It's the most wonderful time of the year. If you're thinking about the playoffs in re-draft leagues, that's understandable but you'd be wrong. It's time that this column can focus on dynasty formats.
If you missed the Gut Check's look at stretch-run candidates, sneaky playoff options and valued players who could face troubling times in December, you now have the links for your re-draft needs.
This month, the Gut Check has been profiling five players at each position that should be targeted in various dynasty formats. Each player will fit a specific situation that is common in dynasty formats:
- Anchors: This is a premium value talent with a supporting cast that can help him deliver multiple years of elite production at the position (no worse than a top-12 player and a great opportunity for top-3 value).
- Fine Wines: Older talents that can deliver starter production for at least another year or two at a reduced cost in the ageist world of dynasty leagues.
- Emerging Forces: These players have earned playing time but have only scratched the surface of their top value.
- Futures: Young talents who have the skills but are waiting for an opportunity to put them on display.
- Rookies: College players who are eligible for the 2019 NFL Draft.
Two other tiers of players you can also classify are "starters" and "contributors." The definitions are self-explanatory once you understand that neither tier has players that you believe have elite production potential. We won't include them for this series.
Before we get to these five tight ends, a short conversation about dynasty strategy is in order.
The average NFL career is a little less than three years in length. Early-round picks tend to bolster the length of the average whereas late-round and undrafted players tend to weigh it down.
Using three-year increments to assess the value of your depth chart is a good way to begin evaluating your dynasty team. These three-year increments are called Player Windows. Here are the criteria for each window length (you can adjust them as you see fit):
- One Window: When projecting the player's value beyond three years is an even greater fool's errand than normal.
- UDFAs who haven't earned any traction on an NFL depth chart.
- Players coming off a significant injury with a bad track record for successful rehabilitation.
- Veterans performing at an age where the majority of long-term starters at his position have already retired or lost starter skill.
- Two Windows: These players should have at least 4-6 years of starter skills left as long as they stay healthy and have a quality supporting cast.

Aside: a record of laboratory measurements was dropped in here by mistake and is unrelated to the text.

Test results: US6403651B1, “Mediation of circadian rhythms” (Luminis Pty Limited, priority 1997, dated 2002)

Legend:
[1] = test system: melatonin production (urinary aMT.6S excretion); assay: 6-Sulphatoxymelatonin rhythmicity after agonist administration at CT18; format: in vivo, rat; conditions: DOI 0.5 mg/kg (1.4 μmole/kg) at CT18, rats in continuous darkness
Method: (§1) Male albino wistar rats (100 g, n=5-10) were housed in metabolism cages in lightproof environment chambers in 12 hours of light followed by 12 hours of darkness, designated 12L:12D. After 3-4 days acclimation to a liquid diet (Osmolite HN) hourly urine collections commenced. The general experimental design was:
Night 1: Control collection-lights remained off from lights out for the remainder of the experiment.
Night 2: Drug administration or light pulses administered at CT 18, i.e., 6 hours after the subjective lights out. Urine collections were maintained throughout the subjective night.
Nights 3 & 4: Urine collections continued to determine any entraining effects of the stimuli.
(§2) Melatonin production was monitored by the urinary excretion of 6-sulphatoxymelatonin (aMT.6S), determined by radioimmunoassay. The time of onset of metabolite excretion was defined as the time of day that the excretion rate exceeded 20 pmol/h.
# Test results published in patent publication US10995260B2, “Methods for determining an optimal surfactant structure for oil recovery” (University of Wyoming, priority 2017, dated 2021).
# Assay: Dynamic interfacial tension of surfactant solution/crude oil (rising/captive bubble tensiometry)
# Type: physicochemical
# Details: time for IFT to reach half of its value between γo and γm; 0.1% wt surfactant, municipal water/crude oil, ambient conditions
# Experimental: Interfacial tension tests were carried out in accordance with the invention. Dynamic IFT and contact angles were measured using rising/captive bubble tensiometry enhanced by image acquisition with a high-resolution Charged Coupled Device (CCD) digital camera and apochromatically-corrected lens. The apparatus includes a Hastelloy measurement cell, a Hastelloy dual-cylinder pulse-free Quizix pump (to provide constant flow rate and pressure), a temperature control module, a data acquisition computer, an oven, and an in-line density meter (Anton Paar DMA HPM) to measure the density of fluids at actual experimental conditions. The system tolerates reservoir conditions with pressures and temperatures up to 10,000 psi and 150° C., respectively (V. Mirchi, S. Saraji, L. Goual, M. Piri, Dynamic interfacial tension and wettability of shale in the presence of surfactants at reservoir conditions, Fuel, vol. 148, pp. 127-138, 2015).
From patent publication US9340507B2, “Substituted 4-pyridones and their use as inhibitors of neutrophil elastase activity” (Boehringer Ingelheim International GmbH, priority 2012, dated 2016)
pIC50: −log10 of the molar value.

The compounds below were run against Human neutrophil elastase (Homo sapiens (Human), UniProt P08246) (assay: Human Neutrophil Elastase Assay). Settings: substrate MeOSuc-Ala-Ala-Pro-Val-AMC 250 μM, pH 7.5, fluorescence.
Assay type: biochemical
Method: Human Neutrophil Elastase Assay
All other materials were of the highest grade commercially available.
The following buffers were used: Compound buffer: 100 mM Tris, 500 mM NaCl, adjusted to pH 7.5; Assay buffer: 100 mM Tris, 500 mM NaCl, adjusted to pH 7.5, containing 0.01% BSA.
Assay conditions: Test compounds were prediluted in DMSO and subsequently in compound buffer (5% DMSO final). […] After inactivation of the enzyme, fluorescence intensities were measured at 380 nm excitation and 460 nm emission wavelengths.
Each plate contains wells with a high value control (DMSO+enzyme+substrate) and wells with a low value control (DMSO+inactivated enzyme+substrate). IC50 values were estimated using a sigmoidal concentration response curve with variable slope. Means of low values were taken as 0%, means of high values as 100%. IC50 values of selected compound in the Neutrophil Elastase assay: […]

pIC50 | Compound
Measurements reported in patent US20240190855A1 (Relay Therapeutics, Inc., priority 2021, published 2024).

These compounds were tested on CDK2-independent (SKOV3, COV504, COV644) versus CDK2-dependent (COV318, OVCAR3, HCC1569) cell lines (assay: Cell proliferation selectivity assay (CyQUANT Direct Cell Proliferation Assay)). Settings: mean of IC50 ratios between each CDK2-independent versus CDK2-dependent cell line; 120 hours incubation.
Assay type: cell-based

- A young running back or receiver with less than four years in the league and has a good track record of health.
- A top quarterback or tight end with less than seven years in the league.
- Three Windows: Players with at least 7-9 years of starter skills left as long as they stay healthy and have a quality supporting cast.
- Rookie running backs.
- Quarterbacks and tight ends with no more than five years of NFL experience.
- Receivers with no more than three years of NFL experience.
You should assess every player with these windows and then add the value assessments to each window type:
- Anchors (these players can have one, two, or three windows)
- Fine Wines (strictly one-window players)
- Starters (capable of one, two, or three windows)
- Contributors (capable of one, two, or three windows)
- Emerging Forces (capable of two, or three windows -- most will have three)
- Futures (capable of two or three windows -- most will have three)
- Rookies (most will have three windows but could have two if enter the league with an injury history)
When you do this exercise, it should give you a clearer idea of the state of your dynasty roster. It will help you determine the strength of your team. Is it centralized and deep at a small number of positions or is it strong at the top of the depth chart at a few positions but spread thin?
This exercise should also help you determine how you should build or maintain your team. For example, this team, which is leading the league in scoring and now a serious contender, was blown up several years ago — trading away the likes of Marshawn Lynch, Peyton Manning, Antonio Gates, and a few other players about three years too early. As a result, it floundered as a below-average team and yours truly compounded the issues by trying to pinpoint specific positions from a draft spot that didn't warrant the picks.